This may seem like only a modest change. But I think that if delegation is widely adopted, it will improve a number of important dynamics:
- Politicians need to run better campaigns. They can’t just use shallow large-scale media tactics, because delegates who have been pledged many votes (let’s call them superdelegates) will have more incentive to investigate platforms and policies in detail. Superdelegates would also have the opportunity to talk to candidates in person, to understand them better.
- Trusted figures get more involved in politics. Consider a public figure who’s demonstrated good judgement and trustworthiness in their previous work. While their endorsement might be useful for political candidates, they have no official power within the political system, which makes it more difficult for them to have a positive influence. Having a large number of pledged votes will give them leverage to push for better policies.
- A natural funnel into parliament. Running for parliament is difficult not just because of the costs, but also because it’s so abrupt. Candidates need to decide whether to commit to running before knowing how much voters like or trust them. How do we get the best people from other sectors of society to consider a political career? Under melting democracy, they can start gradually getting involved in politics by amassing pledged votes. And they don’t need to spend a lot of money to get started, as long as other superdelegates commit to supporting them.
- Easier for new parties to get traction. Right now there’s a coordination problem in supporting small parties for first-past-the-post parliamentary seats. Even if many voters prefer a challenger over the two entrenched parties, unless a large number of them switch at once, their votes will probably be wasted. Melting democracy makes this easier, because superdelegates can coordinate more easily to throw support behind small parties.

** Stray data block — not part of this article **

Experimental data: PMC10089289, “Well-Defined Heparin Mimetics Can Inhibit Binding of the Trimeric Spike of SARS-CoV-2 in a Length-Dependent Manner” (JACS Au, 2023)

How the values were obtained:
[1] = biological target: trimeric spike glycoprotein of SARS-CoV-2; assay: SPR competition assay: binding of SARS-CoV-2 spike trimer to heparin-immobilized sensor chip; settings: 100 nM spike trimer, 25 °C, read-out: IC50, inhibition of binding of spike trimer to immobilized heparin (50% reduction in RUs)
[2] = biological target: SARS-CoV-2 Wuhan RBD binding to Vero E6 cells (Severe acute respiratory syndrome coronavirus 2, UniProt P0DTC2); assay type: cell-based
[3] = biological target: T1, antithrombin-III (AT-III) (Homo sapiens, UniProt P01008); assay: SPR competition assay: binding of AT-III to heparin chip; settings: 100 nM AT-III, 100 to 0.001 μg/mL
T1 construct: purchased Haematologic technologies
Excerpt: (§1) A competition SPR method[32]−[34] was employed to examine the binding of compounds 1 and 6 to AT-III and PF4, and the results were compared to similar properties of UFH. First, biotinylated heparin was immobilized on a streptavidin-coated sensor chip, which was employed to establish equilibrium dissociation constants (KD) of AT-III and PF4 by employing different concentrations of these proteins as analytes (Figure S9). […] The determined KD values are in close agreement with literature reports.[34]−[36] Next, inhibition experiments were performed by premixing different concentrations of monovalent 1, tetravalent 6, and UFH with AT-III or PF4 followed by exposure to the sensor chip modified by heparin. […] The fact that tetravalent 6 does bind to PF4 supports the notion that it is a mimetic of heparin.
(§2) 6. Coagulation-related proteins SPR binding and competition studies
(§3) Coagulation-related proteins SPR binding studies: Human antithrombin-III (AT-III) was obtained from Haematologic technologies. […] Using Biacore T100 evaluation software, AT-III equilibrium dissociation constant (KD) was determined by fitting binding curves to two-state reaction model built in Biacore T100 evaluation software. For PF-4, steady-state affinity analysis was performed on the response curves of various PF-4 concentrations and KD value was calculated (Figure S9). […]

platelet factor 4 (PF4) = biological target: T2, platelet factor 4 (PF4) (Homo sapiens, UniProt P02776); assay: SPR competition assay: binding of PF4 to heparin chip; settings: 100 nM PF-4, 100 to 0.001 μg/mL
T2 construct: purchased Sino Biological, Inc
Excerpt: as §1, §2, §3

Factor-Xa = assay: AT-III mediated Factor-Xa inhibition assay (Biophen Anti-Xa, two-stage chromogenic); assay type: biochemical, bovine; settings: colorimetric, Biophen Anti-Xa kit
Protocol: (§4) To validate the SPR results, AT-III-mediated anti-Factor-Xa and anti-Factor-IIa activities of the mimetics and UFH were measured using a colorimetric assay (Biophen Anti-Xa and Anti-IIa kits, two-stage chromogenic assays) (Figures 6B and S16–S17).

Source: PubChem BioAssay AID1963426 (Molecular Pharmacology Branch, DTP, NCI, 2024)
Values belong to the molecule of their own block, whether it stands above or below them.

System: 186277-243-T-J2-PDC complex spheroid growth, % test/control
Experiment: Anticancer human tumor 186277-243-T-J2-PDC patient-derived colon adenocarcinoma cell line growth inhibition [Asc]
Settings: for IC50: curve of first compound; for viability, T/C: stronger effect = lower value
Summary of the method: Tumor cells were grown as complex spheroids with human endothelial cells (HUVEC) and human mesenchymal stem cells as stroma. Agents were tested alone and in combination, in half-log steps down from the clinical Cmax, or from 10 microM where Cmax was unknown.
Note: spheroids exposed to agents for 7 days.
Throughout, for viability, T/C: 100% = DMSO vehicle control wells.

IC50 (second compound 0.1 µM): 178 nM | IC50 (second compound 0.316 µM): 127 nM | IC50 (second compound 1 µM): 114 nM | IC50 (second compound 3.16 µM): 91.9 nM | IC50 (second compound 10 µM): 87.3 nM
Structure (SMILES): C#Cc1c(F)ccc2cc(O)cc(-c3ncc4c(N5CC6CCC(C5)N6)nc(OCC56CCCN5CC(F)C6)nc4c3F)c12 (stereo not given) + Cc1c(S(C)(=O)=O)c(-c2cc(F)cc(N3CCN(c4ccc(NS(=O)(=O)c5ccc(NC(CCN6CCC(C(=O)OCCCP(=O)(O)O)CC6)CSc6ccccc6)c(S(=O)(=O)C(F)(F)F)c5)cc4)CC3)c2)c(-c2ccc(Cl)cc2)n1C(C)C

A potential problem is that we’re centralising voting power in superdelegates, which might open the door to corruption. I hope that this will not be a big problem, because anyone can be a delegate. If a politician is involved in some sort of scandal, voters have to wait several years to vote against them - and even then, if the politician is still backed by their party, there might not be any alternative candidate who’s any better. Whereas if a delegate does something morally or legally dubious, voters can immediately re-delegate to anyone else in the country. This doesn’t have any formal effect until the next election, but it does shift informal power away from them rapidly.
Meanwhile, there’s also a sense in which we’re decentralising power, because now in addition to political parties we also have a parallel system of delegates. It’s possible that delegates all end up segregating along party lines - but because the assignment of votes to delegates can be so fluid, I expect that many superdelegates will serve as independent voices who are capable of challenging entrenched parties.
Something else I particularly like about this proposal is that it could start without requiring legal changes. That is, you could initially set up an opt-in, non-binding system for delegating votes. While this first system wouldn’t provide all the benefits I outlined above, pledging a vote to someone would still be a way of giving them more influence, allowing them to push for beneficial policies more effectively, and paving the way for them to run for office later on. Then, if the system proves successful, it could gradually be integrated into the democratic process across different countries. This makes it much more realistic than proposals which would require sudden radical changes.